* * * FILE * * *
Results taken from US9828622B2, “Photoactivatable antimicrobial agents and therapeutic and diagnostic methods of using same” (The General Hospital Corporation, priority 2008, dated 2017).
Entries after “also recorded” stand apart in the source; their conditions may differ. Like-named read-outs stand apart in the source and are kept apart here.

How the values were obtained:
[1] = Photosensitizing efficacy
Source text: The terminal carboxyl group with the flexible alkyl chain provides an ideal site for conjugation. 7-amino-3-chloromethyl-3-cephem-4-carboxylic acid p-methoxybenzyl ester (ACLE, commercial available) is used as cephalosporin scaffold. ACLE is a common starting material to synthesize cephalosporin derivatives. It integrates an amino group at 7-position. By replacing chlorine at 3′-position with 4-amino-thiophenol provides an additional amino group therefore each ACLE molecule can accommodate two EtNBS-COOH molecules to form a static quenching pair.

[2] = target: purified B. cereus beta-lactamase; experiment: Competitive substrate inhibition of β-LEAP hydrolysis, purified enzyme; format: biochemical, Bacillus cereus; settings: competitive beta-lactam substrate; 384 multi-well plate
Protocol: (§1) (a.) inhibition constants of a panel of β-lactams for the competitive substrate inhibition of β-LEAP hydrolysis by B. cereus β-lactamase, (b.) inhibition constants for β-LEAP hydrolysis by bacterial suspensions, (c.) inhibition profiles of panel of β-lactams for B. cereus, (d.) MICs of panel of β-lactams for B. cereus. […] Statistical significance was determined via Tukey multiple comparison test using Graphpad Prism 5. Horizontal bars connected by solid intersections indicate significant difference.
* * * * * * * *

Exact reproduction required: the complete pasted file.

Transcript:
Results taken from US9828622B2, “Photoactivatable antimicrobial agents and therapeutic and diagnostic methods of using same” (The General Hospital Corporation, priority 2008, dated 2017).
Entries after “also recorded” stand apart in the source; their conditions may differ. Like-named read-outs stand apart in the source and are kept apart here.

How the values were obtained:
[1] = Photosensitizing efficacy
Source text: The terminal carboxyl group with the flexible alkyl chain provides an ideal site for conjugation. 7-amino-3-chloromethyl-3-cephem-4-carboxylic acid p-methoxybenzyl ester (ACLE, commercial available) is used as cephalosporin scaffold. ACLE is a common starting material to synthesize cephalosporin derivatives. It integrates an amino group at 7-position. By replacing chlorine at 3′-position with 4-amino-thiophenol provides an additional amino group therefore each ACLE molecule can accommodate two EtNBS-COOH molecules to form a static quenching pair.

[2] = target: purified B. cereus beta-lactamase; experiment: Competitive substrate inhibition of β-LEAP hydrolysis, purified enzyme; format: biochemical, Bacillus cereus; settings: competitive beta-lactam substrate; 384 multi-well plate
Protocol: (§1) (a.) inhibition constants of a panel of β-lactams for the competitive substrate inhibition of β-LEAP hydrolysis by B. cereus β-lactamase, (b.) inhibition constants for β-LEAP hydrolysis by bacterial suspensions, (c.) inhibition profiles of panel of β-lactams for B. cereus, (d.) MICs of panel of β-lactams for B. cereus. […] Statistical significance was determined via Tukey multiple comparison test using Graphpad Prism 5. Horizontal bars connected by solid intersections indicate significant difference.